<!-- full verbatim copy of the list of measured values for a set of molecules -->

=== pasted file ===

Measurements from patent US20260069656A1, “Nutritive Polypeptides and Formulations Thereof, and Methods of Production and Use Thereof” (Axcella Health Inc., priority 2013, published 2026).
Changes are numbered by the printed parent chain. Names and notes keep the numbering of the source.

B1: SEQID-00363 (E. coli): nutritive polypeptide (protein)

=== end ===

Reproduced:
Measurements from patent US20260069656A1, “Nutritive Polypeptides and Formulations Thereof, and Methods of Production and Use Thereof” (Axcella Health Inc., priority 2013, published 2026).
Changes are numbered by the printed parent chain. Names and notes keep the numbering of the source.

B1: SEQID-00363 (E. coli): nutritive polypeptide (protein)